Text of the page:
In that vein, Exceptions are for either being able to recover from
input/environmental errors, or report them to the user of the application.
When I say "They are NOT for debugging programs", I mean they are NOT
for debugging programs.
assert()s and contracts are for debugging programs.
For me, assert is useless.

We are developing a language using LLVM as our backend. If you give LLVM
something it doesn't like, you get something this:

~~~
Assertion failed: (S1->getType() == S2->getType() && "Cannot create
binary operator with two operands of differing type!"), function Create,
file Instructions.cpp, line 1850.

Abort trap: 6
~~~

That is what the user gets when there is a bug in the compiler, at least
when we are generating invalid LLVM code. And that's one of the good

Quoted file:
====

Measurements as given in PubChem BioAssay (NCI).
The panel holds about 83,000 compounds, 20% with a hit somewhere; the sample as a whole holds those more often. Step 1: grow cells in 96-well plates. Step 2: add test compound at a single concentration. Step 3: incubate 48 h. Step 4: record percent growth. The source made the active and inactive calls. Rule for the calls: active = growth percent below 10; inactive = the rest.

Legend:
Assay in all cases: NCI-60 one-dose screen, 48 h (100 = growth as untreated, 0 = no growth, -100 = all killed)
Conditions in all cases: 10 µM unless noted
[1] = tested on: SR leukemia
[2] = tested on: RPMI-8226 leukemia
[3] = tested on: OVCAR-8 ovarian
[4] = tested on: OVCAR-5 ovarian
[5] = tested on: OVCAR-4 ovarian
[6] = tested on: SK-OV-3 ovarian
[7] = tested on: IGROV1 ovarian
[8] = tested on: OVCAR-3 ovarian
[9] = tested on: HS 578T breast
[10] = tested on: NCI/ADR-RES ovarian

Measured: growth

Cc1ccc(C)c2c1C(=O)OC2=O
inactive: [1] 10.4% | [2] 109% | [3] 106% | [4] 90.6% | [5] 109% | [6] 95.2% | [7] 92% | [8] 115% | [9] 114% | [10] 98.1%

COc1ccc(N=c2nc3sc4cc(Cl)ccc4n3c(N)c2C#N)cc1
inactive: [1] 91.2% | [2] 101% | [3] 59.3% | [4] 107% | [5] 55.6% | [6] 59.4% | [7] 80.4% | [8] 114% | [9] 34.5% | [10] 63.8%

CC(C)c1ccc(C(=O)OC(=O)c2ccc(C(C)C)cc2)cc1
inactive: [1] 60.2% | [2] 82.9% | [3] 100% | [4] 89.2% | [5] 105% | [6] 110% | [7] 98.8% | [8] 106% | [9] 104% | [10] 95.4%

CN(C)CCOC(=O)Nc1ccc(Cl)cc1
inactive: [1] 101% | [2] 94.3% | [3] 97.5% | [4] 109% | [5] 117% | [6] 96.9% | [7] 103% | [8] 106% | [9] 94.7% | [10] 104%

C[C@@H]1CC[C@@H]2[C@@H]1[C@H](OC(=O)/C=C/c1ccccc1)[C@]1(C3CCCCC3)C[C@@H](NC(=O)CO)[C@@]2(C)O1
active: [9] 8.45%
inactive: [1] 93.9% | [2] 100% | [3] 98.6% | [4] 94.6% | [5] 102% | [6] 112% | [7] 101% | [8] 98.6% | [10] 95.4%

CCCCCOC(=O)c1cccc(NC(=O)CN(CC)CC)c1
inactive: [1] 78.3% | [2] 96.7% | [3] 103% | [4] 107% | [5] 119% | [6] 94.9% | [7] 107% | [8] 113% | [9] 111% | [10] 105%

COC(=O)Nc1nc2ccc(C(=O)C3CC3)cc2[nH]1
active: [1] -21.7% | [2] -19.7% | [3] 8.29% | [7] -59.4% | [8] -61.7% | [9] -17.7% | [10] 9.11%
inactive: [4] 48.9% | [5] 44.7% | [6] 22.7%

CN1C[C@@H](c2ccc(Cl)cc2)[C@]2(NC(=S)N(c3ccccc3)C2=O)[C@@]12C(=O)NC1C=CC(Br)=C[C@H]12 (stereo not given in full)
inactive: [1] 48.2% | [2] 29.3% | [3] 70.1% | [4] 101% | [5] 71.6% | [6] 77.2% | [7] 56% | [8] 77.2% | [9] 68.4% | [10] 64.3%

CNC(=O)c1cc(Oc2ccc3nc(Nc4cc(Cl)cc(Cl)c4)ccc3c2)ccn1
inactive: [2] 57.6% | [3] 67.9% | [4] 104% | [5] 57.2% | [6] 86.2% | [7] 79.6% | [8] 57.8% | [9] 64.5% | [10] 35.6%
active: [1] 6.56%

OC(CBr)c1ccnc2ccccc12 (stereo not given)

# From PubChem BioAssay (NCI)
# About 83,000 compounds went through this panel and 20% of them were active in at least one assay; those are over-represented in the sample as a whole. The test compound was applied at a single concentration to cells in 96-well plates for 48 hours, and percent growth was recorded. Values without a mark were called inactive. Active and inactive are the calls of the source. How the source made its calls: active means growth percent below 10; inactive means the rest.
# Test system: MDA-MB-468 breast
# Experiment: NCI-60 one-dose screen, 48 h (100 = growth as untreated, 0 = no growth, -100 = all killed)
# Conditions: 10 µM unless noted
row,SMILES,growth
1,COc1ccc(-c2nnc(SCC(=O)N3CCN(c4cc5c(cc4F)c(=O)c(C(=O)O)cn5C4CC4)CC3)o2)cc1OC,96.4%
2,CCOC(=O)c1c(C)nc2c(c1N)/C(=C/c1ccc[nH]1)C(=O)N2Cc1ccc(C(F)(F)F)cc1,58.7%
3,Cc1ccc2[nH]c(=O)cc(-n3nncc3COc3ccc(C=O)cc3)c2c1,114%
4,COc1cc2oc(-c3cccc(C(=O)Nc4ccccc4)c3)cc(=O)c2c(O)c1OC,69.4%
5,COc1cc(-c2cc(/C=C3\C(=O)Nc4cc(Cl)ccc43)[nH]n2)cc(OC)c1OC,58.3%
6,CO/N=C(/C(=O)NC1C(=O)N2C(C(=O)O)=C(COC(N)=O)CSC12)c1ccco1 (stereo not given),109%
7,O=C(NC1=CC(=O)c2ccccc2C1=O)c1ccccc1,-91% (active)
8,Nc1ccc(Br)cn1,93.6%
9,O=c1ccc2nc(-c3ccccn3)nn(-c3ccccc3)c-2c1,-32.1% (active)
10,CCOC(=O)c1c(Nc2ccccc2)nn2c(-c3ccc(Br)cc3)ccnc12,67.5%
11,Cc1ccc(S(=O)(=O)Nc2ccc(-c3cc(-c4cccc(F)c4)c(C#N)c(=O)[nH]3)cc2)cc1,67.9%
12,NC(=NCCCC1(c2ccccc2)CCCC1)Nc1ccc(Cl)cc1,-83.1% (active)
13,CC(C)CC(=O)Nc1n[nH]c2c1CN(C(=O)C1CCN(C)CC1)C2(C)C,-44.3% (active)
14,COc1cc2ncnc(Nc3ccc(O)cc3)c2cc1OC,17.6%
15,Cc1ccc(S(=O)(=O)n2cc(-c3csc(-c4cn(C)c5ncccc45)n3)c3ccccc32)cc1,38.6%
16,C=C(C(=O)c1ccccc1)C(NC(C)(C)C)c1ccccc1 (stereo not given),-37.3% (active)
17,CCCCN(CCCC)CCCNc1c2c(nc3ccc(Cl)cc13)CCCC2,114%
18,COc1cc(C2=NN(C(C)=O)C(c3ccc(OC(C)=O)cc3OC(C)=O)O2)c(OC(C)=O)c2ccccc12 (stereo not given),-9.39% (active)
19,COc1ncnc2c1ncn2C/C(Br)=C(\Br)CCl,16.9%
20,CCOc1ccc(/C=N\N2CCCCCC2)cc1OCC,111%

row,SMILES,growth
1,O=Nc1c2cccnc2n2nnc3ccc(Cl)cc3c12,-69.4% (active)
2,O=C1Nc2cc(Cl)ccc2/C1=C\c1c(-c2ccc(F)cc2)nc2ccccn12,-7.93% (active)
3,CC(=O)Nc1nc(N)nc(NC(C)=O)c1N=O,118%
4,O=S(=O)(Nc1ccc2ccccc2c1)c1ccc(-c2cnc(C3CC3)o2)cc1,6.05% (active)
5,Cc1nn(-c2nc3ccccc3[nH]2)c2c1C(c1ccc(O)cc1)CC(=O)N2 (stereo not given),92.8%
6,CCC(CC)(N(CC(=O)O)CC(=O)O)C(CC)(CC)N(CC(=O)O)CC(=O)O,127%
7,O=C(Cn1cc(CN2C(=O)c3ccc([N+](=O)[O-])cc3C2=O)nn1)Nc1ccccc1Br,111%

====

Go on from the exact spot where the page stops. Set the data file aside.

paths, if you compiled LLVM with assertions, because otherwise I guess
it's undefined behaviour.

What I'd like to do, as a compiler, is to catch those errors and tell
the user: "You've found a bug in the app, could you please report it in
this URL? Thank you.". We can't: the assert is there and we can't change it.

Now, this is when you interface with C++/C code. But inside our language
code we always use exceptions so that programmers can choose what to do
in case of an error. With assert you loose that possibility.

Raising an exception is costly, but that should happen in exceptional
cases. Installing an exception handler is cost-free, so I don't see why
there is a need for a less powerful construct like assert.
Xiao Xie via Digitalmars-d
2014-09-28 16:25:41 UTC
Permalink
On Sunday, 28 September 2014 at 15:10:26 UTC, Ary Borenszweig
Post by Ary Borenszweig via Digitalmars-d
What I'd like to do, as a compiler, is to catch those errors
and tell the user: "You've found a bug in the app, could you
please report it in this URL? Thank you.". We can't: the assert
is there and we can't change it.
Why is SIGABRT handler not working for your usecase? print and
exit?